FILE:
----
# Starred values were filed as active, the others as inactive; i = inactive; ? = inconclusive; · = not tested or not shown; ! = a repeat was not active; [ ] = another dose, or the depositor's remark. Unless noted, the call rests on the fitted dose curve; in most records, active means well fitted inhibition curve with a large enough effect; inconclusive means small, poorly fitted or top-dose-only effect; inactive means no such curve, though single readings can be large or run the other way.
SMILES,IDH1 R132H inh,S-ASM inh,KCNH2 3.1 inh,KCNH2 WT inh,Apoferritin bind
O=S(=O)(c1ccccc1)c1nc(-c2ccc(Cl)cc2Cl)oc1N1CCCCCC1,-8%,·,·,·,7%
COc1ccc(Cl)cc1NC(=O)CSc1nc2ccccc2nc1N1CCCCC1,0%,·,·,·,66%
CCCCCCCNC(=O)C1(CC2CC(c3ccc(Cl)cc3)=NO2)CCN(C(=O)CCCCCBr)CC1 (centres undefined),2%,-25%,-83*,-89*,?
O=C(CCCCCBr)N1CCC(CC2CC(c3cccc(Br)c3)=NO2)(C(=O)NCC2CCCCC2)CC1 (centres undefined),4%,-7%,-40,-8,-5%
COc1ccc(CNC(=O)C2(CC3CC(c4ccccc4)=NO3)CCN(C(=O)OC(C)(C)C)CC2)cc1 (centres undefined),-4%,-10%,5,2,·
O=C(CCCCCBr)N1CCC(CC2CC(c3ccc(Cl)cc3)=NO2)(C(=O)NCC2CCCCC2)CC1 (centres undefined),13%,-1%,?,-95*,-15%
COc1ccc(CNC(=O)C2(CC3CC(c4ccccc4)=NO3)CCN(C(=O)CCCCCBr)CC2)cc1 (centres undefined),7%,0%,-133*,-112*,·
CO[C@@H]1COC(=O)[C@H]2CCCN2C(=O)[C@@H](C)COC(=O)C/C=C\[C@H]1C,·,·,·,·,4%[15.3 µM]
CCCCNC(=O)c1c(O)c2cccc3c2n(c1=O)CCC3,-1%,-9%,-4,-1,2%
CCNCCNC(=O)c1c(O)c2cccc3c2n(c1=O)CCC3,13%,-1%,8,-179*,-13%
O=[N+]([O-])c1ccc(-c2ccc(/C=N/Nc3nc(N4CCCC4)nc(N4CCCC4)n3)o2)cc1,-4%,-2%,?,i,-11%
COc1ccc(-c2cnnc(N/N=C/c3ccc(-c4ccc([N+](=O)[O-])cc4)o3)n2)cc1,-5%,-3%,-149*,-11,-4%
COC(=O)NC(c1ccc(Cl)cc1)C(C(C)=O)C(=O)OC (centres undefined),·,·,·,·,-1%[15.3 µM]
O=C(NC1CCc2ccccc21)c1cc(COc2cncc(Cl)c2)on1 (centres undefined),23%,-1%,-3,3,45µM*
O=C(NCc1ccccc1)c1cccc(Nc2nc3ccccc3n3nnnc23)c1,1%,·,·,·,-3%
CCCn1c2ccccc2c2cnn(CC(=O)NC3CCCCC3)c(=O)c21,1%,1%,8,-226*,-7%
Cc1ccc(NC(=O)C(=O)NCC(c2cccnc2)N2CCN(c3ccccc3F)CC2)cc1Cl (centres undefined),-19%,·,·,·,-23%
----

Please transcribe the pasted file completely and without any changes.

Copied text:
# Starred values were filed as active, the others as inactive; i = inactive; ? = inconclusive; · = not tested or not shown; ! = a repeat was not active; [ ] = another dose, or the depositor's remark. Unless noted, the call rests on the fitted dose curve; in most records, active means well fitted inhibition curve with a large enough effect; inconclusive means small, poorly fitted or top-dose-only effect; inactive means no such curve, though single readings can be large or run the other way.
SMILES,IDH1 R132H inh,S-ASM inh,KCNH2 3.1 inh,KCNH2 WT inh,Apoferritin bind
O=S(=O)(c1ccccc1)c1nc(-c2ccc(Cl)cc2Cl)oc1N1CCCCCC1,-8%,·,·,·,7%
COc1ccc(Cl)cc1NC(=O)CSc1nc2ccccc2nc1N1CCCCC1,0%,·,·,·,66%
CCCCCCCNC(=O)C1(CC2CC(c3ccc(Cl)cc3)=NO2)CCN(C(=O)CCCCCBr)CC1 (centres undefined),2%,-25%,-83*,-89*,?
O=C(CCCCCBr)N1CCC(CC2CC(c3cccc(Br)c3)=NO2)(C(=O)NCC2CCCCC2)CC1 (centres undefined),4%,-7%,-40,-8,-5%
COc1ccc(CNC(=O)C2(CC3CC(c4ccccc4)=NO3)CCN(C(=O)OC(C)(C)C)CC2)cc1 (centres undefined),-4%,-10%,5,2,·
O=C(CCCCCBr)N1CCC(CC2CC(c3ccc(Cl)cc3)=NO2)(C(=O)NCC2CCCCC2)CC1 (centres undefined),13%,-1%,?,-95*,-15%
COc1ccc(CNC(=O)C2(CC3CC(c4ccccc4)=NO3)CCN(C(=O)CCCCCBr)CC2)cc1 (centres undefined),7%,0%,-133*,-112*,·
CO[C@@H]1COC(=O)[C@H]2CCCN2C(=O)[C@@H](C)COC(=O)C/C=C\[C@H]1C,·,·,·,·,4%[15.3 µM]
CCCCNC(=O)c1c(O)c2cccc3c2n(c1=O)CCC3,-1%,-9%,-4,-1,2%
CCNCCNC(=O)c1c(O)c2cccc3c2n(c1=O)CCC3,13%,-1%,8,-179*,-13%
O=[N+]([O-])c1ccc(-c2ccc(/C=N/Nc3nc(N4CCCC4)nc(N4CCCC4)n3)o2)cc1,-4%,-2%,?,i,-11%
COc1ccc(-c2cnnc(N/N=C/c3ccc(-c4ccc([N+](=O)[O-])cc4)o3)n2)cc1,-5%,-3%,-149*,-11,-4%
COC(=O)NC(c1ccc(Cl)cc1)C(C(C)=O)C(=O)OC (centres undefined),·,·,·,·,-1%[15.3 µM]
O=C(NC1CCc2ccccc21)c1cc(COc2cncc(Cl)c2)on1 (centres undefined),23%,-1%,-3,3,45µM*
O=C(NCc1ccccc1)c1cccc(Nc2nc3ccccc3n3nnnc23)c1,1%,·,·,·,-3%
CCCn1c2ccccc2c2cnn(CC(=O)NC3CCCCC3)c(=O)c21,1%,1%,8,-226*,-7%
Cc1ccc(NC(=O)C(=O)NCC(c2cccnc2)N2CCN(c3ccccc3F)CC2)cc1Cl (centres undefined),-19%,·,·,·,-23%